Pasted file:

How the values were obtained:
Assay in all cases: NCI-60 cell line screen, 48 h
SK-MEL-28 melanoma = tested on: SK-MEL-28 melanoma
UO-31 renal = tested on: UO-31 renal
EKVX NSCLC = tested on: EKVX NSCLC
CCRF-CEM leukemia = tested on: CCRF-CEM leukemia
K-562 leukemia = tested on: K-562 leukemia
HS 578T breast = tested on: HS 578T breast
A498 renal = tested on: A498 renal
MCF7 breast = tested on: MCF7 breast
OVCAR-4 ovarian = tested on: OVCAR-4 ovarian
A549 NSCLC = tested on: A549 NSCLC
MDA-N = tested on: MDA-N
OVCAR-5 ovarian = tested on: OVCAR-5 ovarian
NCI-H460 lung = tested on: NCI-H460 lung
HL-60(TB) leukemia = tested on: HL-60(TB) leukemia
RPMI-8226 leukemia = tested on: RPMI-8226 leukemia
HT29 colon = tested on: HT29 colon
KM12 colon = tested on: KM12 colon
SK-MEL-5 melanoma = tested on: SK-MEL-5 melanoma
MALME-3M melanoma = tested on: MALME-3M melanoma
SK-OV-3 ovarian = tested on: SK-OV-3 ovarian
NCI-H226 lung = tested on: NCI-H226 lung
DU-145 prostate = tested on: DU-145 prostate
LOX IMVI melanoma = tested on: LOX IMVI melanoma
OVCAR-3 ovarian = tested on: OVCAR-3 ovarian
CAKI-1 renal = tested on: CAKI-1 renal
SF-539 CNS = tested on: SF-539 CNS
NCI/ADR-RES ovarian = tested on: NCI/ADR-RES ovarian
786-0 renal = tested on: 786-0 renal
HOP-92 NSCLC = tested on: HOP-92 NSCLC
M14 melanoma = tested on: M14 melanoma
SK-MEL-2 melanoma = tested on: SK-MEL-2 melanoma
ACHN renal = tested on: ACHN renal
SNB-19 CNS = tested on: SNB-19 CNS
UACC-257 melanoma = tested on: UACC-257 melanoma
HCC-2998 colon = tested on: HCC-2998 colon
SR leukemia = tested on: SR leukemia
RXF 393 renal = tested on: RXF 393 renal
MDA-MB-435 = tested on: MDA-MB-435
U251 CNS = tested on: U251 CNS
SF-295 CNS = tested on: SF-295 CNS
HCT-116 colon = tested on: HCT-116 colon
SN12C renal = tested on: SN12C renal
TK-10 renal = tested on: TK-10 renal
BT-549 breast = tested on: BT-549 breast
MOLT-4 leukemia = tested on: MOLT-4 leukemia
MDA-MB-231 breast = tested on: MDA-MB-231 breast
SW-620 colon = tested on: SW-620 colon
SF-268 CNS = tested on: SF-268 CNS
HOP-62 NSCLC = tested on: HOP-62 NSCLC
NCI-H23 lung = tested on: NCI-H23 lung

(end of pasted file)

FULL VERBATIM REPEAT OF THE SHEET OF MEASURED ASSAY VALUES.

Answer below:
How the values were obtained:
Assay in all cases: NCI-60 cell line screen, 48 h
SK-MEL-28 melanoma = tested on: SK-MEL-28 melanoma
UO-31 renal = tested on: UO-31 renal
EKVX NSCLC = tested on: EKVX NSCLC
CCRF-CEM leukemia = tested on: CCRF-CEM leukemia
K-562 leukemia = tested on: K-562 leukemia
HS 578T breast = tested on: HS 578T breast
A498 renal = tested on: A498 renal
MCF7 breast = tested on: MCF7 breast
OVCAR-4 ovarian = tested on: OVCAR-4 ovarian
A549 NSCLC = tested on: A549 NSCLC
MDA-N = tested on: MDA-N
OVCAR-5 ovarian = tested on: OVCAR-5 ovarian
NCI-H460 lung = tested on: NCI-H460 lung
HL-60(TB) leukemia = tested on: HL-60(TB) leukemia
RPMI-8226 leukemia = tested on: RPMI-8226 leukemia
HT29 colon = tested on: HT29 colon
KM12 colon = tested on: KM12 colon
SK-MEL-5 melanoma = tested on: SK-MEL-5 melanoma
MALME-3M melanoma = tested on: MALME-3M melanoma
SK-OV-3 ovarian = tested on: SK-OV-3 ovarian
NCI-H226 lung = tested on: NCI-H226 lung
DU-145 prostate = tested on: DU-145 prostate
LOX IMVI melanoma = tested on: LOX IMVI melanoma
OVCAR-3 ovarian = tested on: OVCAR-3 ovarian
CAKI-1 renal = tested on: CAKI-1 renal
SF-539 CNS = tested on: SF-539 CNS
NCI/ADR-RES ovarian = tested on: NCI/ADR-RES ovarian
786-0 renal = tested on: 786-0 renal
HOP-92 NSCLC = tested on: HOP-92 NSCLC
M14 melanoma = tested on: M14 melanoma
SK-MEL-2 melanoma = tested on: SK-MEL-2 melanoma
ACHN renal = tested on: ACHN renal
SNB-19 CNS = tested on: SNB-19 CNS
UACC-257 melanoma = tested on: UACC-257 melanoma
HCC-2998 colon = tested on: HCC-2998 colon
SR leukemia = tested on: SR leukemia
RXF 393 renal = tested on: RXF 393 renal
MDA-MB-435 = tested on: MDA-MB-435
U251 CNS = tested on: U251 CNS
SF-295 CNS = tested on: SF-295 CNS
HCT-116 colon = tested on: HCT-116 colon
SN12C renal = tested on: SN12C renal
TK-10 renal = tested on: TK-10 renal
BT-549 breast = tested on: BT-549 breast
MOLT-4 leukemia = tested on: MOLT-4 leukemia
MDA-MB-231 breast = tested on: MDA-MB-231 breast
SW-620 colon = tested on: SW-620 colon
SF-268 CNS = tested on: SF-268 CNS
HOP-62 NSCLC = tested on: HOP-62 NSCLC
NCI-H23 lung = tested on: NCI-H23 lung